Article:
Looking out of the train window at the Sugar Union factory, I thought that a sweet tooth is one of the things that is common on both sides of the border. Only the other day I had enjoyed a freshly-baked crêpe in a Brussels park, a simple concoction consisting of a paper-thin pancake, lavishly covered in vanillated sugar, rolled up and cut into bite-size portions. Served still warm in a card bag, the same shape you get your chips in, it was just what I needed to satisfy my rumbling stomach after the Belgian beer-tasting of the day before. Maybe the sugar had been produced at Roosendaal's Sugar Union.
After built-up Belgium, the landscape of North Brabant province appeared almost empty. (The geographic qualification in the name indicates that the region lies to the North of the real Brabant, which is in Belgium.) Straight tree-lined roads diagonally crossed our railway line - or perhaps the tracks cut across the roads at an angle; after all, the roads must have been there first.

In the villages we passed, like Oudenbosch and Zevenbergen, new-looking single-floor industrial buildings were situated in pleasant green grass borders - not cramped at all. On the horizon, though, below bulbous grey clouds, heavier industry made its mark in the shape of a concrete cooling tower, some tall chimneys and rows of pylons probably transporting the electricity generated there to other parts of the grid.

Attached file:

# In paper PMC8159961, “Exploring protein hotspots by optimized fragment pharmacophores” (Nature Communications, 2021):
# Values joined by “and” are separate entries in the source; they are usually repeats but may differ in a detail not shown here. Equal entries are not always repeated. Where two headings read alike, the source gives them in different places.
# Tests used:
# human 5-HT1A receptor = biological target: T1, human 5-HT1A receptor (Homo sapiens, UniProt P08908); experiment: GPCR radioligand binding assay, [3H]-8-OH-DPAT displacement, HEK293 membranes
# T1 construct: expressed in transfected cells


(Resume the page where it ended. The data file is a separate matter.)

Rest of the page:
A couple of miles on, six wind turbines lined the waters of the Holland's Deep, clearly visible as our train sped across the one kliometre long bridge spanning this expanse. More and more of those slender spires with their Mercedes-star-shaped rotors were popping up in windy areas of the country - which is everywhere.
The arrival of the 21st century windmill was often greeted with hostility by local residents, who preferred the landscape as it was in the 19th. Despite public protests and drawn-out appeal procedures against these wind power farms, the government always won. The three-bladed turbines along the Holland's Deep spun slowly in the weak breeze, in a superior gesture of self-confidence, brushing aside the protests of the past.